"Fun" rating works in SimGolf. The simple answer
is that it works pretty much as you'd expect, the
more fun you golfers are having, the higher the
fun rating of your holes and course. However,
since the fun measure is tied in to at least two
important game concepts: greens fees and your
fun rating it might be worth going into a little more
- When your golfers first emerge from the clubhouse
they will generally have a happiness level of somewhere
between two and five (this corresponds to a neutral to
somewhat smiley face). This initial happiness is
influenced by the difficulty level and the compatibility
of the golfer with his/her partner. From this point on
every time a golfer makes a happy comment, (the ones
displayed in green) his/her happiness will go up by one.
If the golfer makes an unhappy comment (displayed in
red) his/her happiness will go down by one. Neutral
comments (in grey) have no effect on happiness. This is
important because for each happiness point the golfer
has at the end of each hole you receive $100. Example:
a golfer leaves the clubhouse with a happiness of 3 and
makes two happy comments while playing the hole. At
the end of the hole his/her happiness will be five and you
will receive 500 simoleans. If on the next hole your
golfer has one happy comment and two unhappy
comments, his/her happiness will be down to 4 and
you will receive 400 simoleans for hole #2.
- These same happy/unhappy comments create the fun
rating for the golf holes. The basic formula is
(happy comments - unhappy comments) / (# of shots)
For example if Bob had two happy comments, one
unhappy, and took 4 shots on hole #1, his contribution
to the fun rating for hole #1 would be (2-1)/4 or 25%.
The fun rating for your course is the sum of the
individual fun ratings for each hole.
- Of course the next question is: "How to I get my golfers
to make happy comments?" Well, there are lots of
different things you can do; this is is where your
creativity and empathy with your golfers becomes
important. I'l try to talk about a couple of ideas,
starting with the concept of "look hard, play easy"
in the next post.
- Placing monuments by Sid Meier
- The happy endings landmarks encourage a positive response to the story chapters (any chapter, not just the last chapter) It's probably good to place them where golfers hang out for a while, like near a tee. In fact, one landmark can cover multiple tees if they are close to each other.
- The skill upgrade landmarks improve the chance that Gary Golf will get a skill upgrade when playing in that area.
- The happy golfers landmarks counteract bad comments and generate the "never mind" comment.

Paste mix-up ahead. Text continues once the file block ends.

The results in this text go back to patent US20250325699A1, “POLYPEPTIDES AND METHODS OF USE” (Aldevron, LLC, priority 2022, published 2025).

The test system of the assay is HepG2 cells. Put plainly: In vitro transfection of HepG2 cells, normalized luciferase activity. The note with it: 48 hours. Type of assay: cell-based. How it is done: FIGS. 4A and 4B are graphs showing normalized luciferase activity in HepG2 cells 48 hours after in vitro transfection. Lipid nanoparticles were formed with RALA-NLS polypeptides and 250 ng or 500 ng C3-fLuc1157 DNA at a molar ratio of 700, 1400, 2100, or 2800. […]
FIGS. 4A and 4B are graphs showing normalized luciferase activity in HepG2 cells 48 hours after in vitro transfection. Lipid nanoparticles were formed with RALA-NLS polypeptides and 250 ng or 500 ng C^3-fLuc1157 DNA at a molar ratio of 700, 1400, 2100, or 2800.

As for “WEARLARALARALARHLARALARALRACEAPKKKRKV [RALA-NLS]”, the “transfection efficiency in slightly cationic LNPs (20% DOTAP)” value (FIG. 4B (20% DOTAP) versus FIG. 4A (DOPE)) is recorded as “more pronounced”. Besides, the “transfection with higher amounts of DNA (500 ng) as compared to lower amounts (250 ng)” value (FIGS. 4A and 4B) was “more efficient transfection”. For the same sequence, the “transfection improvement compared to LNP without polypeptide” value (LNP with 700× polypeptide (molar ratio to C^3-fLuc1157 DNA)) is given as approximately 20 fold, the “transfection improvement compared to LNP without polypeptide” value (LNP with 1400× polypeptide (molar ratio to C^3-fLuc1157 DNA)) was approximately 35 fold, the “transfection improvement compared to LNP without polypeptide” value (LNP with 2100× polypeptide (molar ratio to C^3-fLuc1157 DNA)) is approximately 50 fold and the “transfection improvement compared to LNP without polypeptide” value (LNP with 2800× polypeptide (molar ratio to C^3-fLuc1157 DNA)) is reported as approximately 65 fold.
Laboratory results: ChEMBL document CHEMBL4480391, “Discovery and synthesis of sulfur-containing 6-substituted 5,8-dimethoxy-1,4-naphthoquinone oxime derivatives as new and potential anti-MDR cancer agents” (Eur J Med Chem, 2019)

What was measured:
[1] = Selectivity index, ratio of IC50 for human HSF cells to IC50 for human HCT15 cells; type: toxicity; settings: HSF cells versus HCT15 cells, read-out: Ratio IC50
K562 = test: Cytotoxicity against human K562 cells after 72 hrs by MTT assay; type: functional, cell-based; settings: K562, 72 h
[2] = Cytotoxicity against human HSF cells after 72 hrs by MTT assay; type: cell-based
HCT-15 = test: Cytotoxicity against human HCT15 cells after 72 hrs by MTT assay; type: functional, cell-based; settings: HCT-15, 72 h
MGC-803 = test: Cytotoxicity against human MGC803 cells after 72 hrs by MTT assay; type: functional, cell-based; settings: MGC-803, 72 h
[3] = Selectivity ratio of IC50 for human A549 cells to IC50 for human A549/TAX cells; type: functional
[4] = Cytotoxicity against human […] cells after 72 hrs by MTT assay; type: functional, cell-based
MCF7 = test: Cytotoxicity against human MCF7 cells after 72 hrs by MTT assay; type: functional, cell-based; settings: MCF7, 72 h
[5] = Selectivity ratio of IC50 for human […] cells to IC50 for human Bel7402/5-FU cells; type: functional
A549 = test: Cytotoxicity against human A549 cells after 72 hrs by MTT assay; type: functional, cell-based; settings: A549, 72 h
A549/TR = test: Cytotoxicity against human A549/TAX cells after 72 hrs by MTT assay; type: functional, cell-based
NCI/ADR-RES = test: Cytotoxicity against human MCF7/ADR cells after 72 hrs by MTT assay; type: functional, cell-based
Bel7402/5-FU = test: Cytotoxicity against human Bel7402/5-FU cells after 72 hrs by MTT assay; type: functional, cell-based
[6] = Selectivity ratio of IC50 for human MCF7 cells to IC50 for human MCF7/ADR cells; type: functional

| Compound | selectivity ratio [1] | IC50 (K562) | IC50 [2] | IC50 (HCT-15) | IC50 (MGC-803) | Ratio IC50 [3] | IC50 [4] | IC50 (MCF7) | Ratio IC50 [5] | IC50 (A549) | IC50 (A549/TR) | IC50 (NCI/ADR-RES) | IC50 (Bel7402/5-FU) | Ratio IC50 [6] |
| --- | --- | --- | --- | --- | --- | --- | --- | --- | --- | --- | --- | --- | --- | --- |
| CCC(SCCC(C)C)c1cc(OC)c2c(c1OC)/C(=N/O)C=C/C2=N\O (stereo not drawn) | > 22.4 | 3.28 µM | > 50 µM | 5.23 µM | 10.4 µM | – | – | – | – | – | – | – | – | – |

- The no dandelions landmarks should suppress the spread of dandelions, they may still appear when a golfer makes a negative coments.
- Speeding up and slowing down play by Sid Meier
- Preventing backups on your golf holes is one of the
challenges of SimGolf. Here are a few ideas you
- The easiest thing to do is hire a Ranger or Marshall and place him near the tee.
- Be sure you have paths for your golfers to use whenever they're not on a fairway.
- Don't place a ballwasher on this hole as it slows play. Also a bench or snackbar
can slow things down, try to place them near a fast hole.
- The overall RATE at which golfers arrive at your course is primarily determined by your FIRST
hole. If you think golfers are just arriving to fast you might try these changes: ADD a ballwasher
to the first hole to slow things down. Add deep rough, water, or sand between the tee and
fairway to make golfers take extra time to get to their second shot. Generally the next pair
won't start until the previous pair has hit their second shots. A little experimentation will
show what works on your course.
- Buying Land and Making Fun, Or, Why Doesn't Mr. Picky Like Me? by JZ Temple
Note: The following information is valid only for the released version of SimGolf and the 1.01 upgrade. Starting with version 1.02 Mr Picky's arrival criteria has been greatly relaxed.
- Golf course building in SimGolf can be accomplished in two modes, Normal or Sandbox. In Sandbox you are given all the land for free and nothing costs any money, so building is easy. However, building in Sandbox mode is like playing tennis without a net. Building a decent golf course in Normal mode on a restricted amount of land can be a lot of fun and quite a challenge. The following tips are based only on my observations and not on any special knowledge or access to design information.
- The SimGolf default map is laid out in a three by three grid. Depending on the choice of course you can start out with only the center section of land, or perhaps one additional section. To increase the size of the course you have to purchase additional sections of land when they are offered by Mr. I.M. Picky. Trouble is, Mr. Picky is, well, picky about when he comes around. In the two easier difficulty settings, Picky comes to play once your Fun rating reaches and stays at a certain value. In the chart below, we'll assume you started off with only the one center section of the map:
(at 100%/200% Fun per hole)
|Holes per section
(at 100%/200% Fun per hole)
- What you may notice from the chart is that it gets progressively harder to buy more land, because the Fun rating required increases by an extra factor of 100 each time. To increase the Fun rating of a course you build more holes, and also increase the individual Fun rating of each hole. However, to build more holes, you must have more land! So it becomes a vicious cycle. What becomes critically important as you progress beyond nine holes is achieving a higher average Fun rating. Also effecting this is the need for more and more land for your facilities.
- So what does this all mean? Simple. Concentrate on increasing Fun per hole when you are playing the easier two difficulty levels in Normal mode. And start doing it early. If you build holes without making them fun, you will be cramming them into the exisiting land plots to force a visit by Mr Picky so you can build more holes to buy more land... and you will run out of holes you can build (you are limited to 18, of course), before you have bought all the possible land sections.